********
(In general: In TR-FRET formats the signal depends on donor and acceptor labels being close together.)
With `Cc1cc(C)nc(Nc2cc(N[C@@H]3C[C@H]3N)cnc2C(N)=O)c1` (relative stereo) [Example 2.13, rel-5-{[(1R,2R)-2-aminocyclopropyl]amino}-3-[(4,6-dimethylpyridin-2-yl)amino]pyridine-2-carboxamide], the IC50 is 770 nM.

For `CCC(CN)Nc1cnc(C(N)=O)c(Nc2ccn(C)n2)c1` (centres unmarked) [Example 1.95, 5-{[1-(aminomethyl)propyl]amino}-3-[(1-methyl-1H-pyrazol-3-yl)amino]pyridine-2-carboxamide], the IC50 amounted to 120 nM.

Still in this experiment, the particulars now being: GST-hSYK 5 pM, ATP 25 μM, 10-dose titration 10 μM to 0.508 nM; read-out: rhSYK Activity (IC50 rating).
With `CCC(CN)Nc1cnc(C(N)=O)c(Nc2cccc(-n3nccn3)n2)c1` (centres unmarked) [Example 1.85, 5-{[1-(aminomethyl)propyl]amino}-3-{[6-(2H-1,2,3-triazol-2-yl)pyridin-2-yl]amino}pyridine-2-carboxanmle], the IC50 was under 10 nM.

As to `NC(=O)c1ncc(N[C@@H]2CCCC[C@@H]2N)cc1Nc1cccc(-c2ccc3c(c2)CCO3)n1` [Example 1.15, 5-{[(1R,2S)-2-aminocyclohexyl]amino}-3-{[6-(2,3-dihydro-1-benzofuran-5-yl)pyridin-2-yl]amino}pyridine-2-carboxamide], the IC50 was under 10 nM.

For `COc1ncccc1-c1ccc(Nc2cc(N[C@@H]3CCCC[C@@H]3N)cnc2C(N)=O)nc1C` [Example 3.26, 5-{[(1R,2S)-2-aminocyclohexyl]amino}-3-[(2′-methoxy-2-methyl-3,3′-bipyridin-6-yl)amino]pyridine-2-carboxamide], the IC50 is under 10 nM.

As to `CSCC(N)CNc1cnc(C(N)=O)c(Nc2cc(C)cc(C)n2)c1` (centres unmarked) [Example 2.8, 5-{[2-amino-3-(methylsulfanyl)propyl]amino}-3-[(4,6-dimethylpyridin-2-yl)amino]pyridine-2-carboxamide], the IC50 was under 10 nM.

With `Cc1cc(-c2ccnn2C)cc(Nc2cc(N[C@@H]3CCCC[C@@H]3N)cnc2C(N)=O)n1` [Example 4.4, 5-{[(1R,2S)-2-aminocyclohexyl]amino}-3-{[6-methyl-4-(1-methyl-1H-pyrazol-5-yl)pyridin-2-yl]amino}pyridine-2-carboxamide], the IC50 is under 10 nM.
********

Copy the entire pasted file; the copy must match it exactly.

(In general: In TR-FRET formats the signal depends on donor and acceptor labels being close together.)
With `Cc1cc(C)nc(Nc2cc(N[C@@H]3C[C@H]3N)cnc2C(N)=O)c1` (relative stereo) [Example 2.13, rel-5-{[(1R,2R)-2-aminocyclopropyl]amino}-3-[(4,6-dimethylpyridin-2-yl)amino]pyridine-2-carboxamide], the IC50 is 770 nM.

For `CCC(CN)Nc1cnc(C(N)=O)c(Nc2ccn(C)n2)c1` (centres unmarked) [Example 1.95, 5-{[1-(aminomethyl)propyl]amino}-3-[(1-methyl-1H-pyrazol-3-yl)amino]pyridine-2-carboxamide], the IC50 amounted to 120 nM.

Still in this experiment, the particulars now being: GST-hSYK 5 pM, ATP 25 μM, 10-dose titration 10 μM to 0.508 nM; read-out: rhSYK Activity (IC50 rating).
With `CCC(CN)Nc1cnc(C(N)=O)c(Nc2cccc(-n3nccn3)n2)c1` (centres unmarked) [Example 1.85, 5-{[1-(aminomethyl)propyl]amino}-3-{[6-(2H-1,2,3-triazol-2-yl)pyridin-2-yl]amino}pyridine-2-carboxanmle], the IC50 was under 10 nM.

As to `NC(=O)c1ncc(N[C@@H]2CCCC[C@@H]2N)cc1Nc1cccc(-c2ccc3c(c2)CCO3)n1` [Example 1.15, 5-{[(1R,2S)-2-aminocyclohexyl]amino}-3-{[6-(2,3-dihydro-1-benzofuran-5-yl)pyridin-2-yl]amino}pyridine-2-carboxamide], the IC50 was under 10 nM.

For `COc1ncccc1-c1ccc(Nc2cc(N[C@@H]3CCCC[C@@H]3N)cnc2C(N)=O)nc1C` [Example 3.26, 5-{[(1R,2S)-2-aminocyclohexyl]amino}-3-[(2′-methoxy-2-methyl-3,3′-bipyridin-6-yl)amino]pyridine-2-carboxamide], the IC50 is under 10 nM.

As to `CSCC(N)CNc1cnc(C(N)=O)c(Nc2cc(C)cc(C)n2)c1` (centres unmarked) [Example 2.8, 5-{[2-amino-3-(methylsulfanyl)propyl]amino}-3-[(4,6-dimethylpyridin-2-yl)amino]pyridine-2-carboxamide], the IC50 was under 10 nM.

With `Cc1cc(-c2ccnn2C)cc(Nc2cc(N[C@@H]3CCCC[C@@H]3N)cnc2C(N)=O)n1` [Example 4.4, 5-{[(1R,2S)-2-aminocyclohexyl]amino}-3-{[6-methyl-4-(1-methyl-1H-pyrazol-5-yl)pyridin-2-yl]amino}pyridine-2-carboxamide], the IC50 is under 10 nM.